Light Rail Expansion Opposition

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Plans are underway in Phoenix to expand light rail by 22 miles. The city is considering asking voters for an increase in the sales tax to pay for the expansion. Opposition is forming to the plan. Becky Fenger of No Tax for More Tracks will discuss why her group opposes light rail expansion.

Ted Simons: Coming up next on "Arizona Horizon," not everyone is pleased with plans to expand light rail in Phoenix. We'll look at the U.S. chamber of commerce assessment of Arizona education. And we'll hear about a collaboration between two art groups in Scottsdale. That's all next on "Arizona Horizon". Video: "Arizona Horizon" is made possible by contributions from the friends of eight, members of your Arizona PBS station. Thank you.

Ted Simons: Good evening and welcome to "Arizona Horizon." I'm Ted Simons. Phoenix is thinking of asking residents to extend the city's transportation sales tax to help fund an expansion of public transit, including an additional 22 miles of light rail. We've heard from the mayor and others who support the plan, tonight we hear an opposing voice, Becky Fenger, chair of the group no tax for more tracks. Good to have you here. Welcome to "Horizon."

Becky Fenger: Great to be here, Ted.

Ted Simons: Plans to triple light rail in Phoenix, why not?

Becky Fenger: Oh, my, I fail to see how it's a wise decision in any way to spend billions of dollars to buy yourself more pollution and congestion. See, I got into this almost 20 years ago because I am a firm believer in keeping sound science and public policy formation. This whole thing on light rail was sold as cleaning our air. You'll get clean air. And what we discovered when we went in to the bowels of the environmental impact statement reports, is that actually it will give us more pollution and congestion. That is specifically pollution in the air, carbon monoxide, carbon monoxide --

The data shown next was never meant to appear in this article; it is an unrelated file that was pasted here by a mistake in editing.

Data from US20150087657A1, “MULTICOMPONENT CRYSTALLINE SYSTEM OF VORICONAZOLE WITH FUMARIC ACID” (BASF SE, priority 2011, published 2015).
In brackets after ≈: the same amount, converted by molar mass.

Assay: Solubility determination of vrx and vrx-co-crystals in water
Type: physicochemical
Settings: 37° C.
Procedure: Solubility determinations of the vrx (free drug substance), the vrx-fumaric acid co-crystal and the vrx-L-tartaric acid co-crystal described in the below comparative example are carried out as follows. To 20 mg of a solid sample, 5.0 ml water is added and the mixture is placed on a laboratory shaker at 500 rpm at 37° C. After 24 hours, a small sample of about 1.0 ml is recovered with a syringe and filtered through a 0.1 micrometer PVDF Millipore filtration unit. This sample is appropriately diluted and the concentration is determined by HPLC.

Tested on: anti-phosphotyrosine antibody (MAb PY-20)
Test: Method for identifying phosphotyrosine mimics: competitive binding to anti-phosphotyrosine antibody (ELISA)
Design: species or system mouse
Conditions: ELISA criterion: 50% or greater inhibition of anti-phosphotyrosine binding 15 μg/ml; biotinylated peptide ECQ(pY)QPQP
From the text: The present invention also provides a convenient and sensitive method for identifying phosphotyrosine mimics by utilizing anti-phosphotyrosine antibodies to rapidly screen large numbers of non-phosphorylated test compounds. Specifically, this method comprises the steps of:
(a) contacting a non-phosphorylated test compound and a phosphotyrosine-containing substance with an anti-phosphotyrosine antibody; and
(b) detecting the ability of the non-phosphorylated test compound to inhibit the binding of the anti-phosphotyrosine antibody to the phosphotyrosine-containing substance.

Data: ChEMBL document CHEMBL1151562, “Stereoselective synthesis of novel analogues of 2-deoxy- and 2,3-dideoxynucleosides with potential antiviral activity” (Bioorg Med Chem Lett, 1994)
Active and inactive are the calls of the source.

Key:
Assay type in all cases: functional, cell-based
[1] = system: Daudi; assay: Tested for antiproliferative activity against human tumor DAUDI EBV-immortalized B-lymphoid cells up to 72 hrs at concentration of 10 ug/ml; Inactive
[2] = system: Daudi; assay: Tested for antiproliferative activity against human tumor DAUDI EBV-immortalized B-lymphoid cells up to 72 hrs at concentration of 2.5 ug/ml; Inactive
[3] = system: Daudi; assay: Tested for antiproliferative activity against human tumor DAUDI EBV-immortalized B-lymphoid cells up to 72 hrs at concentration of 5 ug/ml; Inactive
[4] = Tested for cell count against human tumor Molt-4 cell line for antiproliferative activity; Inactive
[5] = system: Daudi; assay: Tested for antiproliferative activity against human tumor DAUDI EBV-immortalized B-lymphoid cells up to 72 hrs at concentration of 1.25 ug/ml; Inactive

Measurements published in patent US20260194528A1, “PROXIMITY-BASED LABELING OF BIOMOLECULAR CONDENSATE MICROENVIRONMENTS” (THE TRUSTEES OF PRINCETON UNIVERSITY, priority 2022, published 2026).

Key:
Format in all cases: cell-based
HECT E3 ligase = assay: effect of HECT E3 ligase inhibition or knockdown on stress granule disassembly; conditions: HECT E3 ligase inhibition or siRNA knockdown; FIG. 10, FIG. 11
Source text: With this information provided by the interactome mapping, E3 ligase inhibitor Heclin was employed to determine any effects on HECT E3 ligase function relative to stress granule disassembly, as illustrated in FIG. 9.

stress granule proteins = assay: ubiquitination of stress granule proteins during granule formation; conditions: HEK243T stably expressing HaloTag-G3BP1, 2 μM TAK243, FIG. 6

Ted Simons: Right.

Becky Fenger: And --

Ted Simons: How does it -- if it keeps cars off of the road.

Becky Fenger: No it doesn't, it takes about one car in 1,000 off of the road. Anyhow, what it does is take all of these lanes of traffic of roads and takes them away for the light rail. It usually takes about three lanes to use for light rail. All of that traffic that would be moving down the road now is stopped because it gets right-of-way, you can't make left turns in many places and cars are backed up and they're idling. The very fact they said it will clean the air when, indeed, although the number is small, indeed it will increase air pollution and the congestion.

Ted Simons: So, you have air pollution concerns and we have to look those studies up ourselves as well -

Becky Fenger: No, you don't. I have the page number. Boy, are we loaded for bear.

Ted Simons: Has light rail in Phoenix thus far been a bad thing?

Becky Fenger: Well, I certainly think so. No city in which it is built do they get by without huge deficits. The average operating deficit of the 23 or so cities that had it was the average, $200 million a year. You will have constant maintenance and one thing that is always -- not always, but quite often overlooked when you're talking about cost benefits is they don't factor in maintenance and operations. For instance, Portland, their light rail is now 24 years old. And light rail supposedly is supposed to last about 30 years. It's already crumbling. So, time flies. By the time you want to do extensions, you are going to be rebuilding, and it's double as expensive to repair light rail that has been laid and is crumbling.

Ted Simons: Those who support light rail, $7 billion, give or take -- $7 billion existing line already, downtown has -- and development in midtown has been helped by light rail. Are they wrong?